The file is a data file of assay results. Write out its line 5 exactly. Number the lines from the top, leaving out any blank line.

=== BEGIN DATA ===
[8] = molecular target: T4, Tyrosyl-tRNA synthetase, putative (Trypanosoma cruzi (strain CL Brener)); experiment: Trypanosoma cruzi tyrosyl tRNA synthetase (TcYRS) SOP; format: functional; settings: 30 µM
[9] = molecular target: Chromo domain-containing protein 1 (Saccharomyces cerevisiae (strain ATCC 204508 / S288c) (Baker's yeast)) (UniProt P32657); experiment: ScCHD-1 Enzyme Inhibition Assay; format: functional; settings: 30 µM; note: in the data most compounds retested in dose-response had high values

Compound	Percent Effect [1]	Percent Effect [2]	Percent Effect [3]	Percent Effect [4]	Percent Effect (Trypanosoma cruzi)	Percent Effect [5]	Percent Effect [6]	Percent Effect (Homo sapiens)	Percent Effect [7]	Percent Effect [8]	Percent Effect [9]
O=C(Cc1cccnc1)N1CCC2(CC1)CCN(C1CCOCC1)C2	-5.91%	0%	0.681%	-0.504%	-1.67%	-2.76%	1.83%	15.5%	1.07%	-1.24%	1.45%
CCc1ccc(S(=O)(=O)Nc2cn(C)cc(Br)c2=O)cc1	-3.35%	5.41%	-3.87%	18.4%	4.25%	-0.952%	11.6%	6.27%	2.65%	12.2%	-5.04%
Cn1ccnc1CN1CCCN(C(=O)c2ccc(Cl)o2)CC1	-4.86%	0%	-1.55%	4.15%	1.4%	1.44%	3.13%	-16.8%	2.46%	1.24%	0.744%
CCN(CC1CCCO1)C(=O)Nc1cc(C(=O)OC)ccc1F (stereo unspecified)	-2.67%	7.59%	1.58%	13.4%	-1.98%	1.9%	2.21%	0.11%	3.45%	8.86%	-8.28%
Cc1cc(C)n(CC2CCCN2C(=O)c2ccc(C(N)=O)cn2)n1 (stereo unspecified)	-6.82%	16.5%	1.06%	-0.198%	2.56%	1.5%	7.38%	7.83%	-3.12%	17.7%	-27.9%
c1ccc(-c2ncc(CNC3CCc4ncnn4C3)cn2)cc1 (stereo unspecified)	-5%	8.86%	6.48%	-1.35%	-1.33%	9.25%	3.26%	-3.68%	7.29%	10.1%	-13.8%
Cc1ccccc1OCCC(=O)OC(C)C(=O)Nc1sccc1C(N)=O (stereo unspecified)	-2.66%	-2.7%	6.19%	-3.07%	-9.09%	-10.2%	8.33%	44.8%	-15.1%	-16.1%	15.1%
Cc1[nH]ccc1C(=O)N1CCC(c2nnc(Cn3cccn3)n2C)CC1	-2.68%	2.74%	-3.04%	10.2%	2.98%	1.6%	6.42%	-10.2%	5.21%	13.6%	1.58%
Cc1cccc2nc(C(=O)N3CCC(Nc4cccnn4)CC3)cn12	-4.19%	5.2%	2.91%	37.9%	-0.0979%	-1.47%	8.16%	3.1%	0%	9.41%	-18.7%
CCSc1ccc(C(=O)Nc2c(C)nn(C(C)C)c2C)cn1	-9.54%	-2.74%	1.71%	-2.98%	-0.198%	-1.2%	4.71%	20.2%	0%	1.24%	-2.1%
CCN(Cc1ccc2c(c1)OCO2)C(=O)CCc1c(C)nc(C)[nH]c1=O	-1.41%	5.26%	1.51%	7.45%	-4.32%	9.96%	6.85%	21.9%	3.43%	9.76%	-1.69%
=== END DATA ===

CCc1ccc(S(=O)(=O)Nc2cn(C)cc(Br)c2=O)cc1	-3.35%	5.41%	-3.87%	18.4%	4.25%	-0.952%	11.6%	6.27%	2.65%	12.2%	-5.04%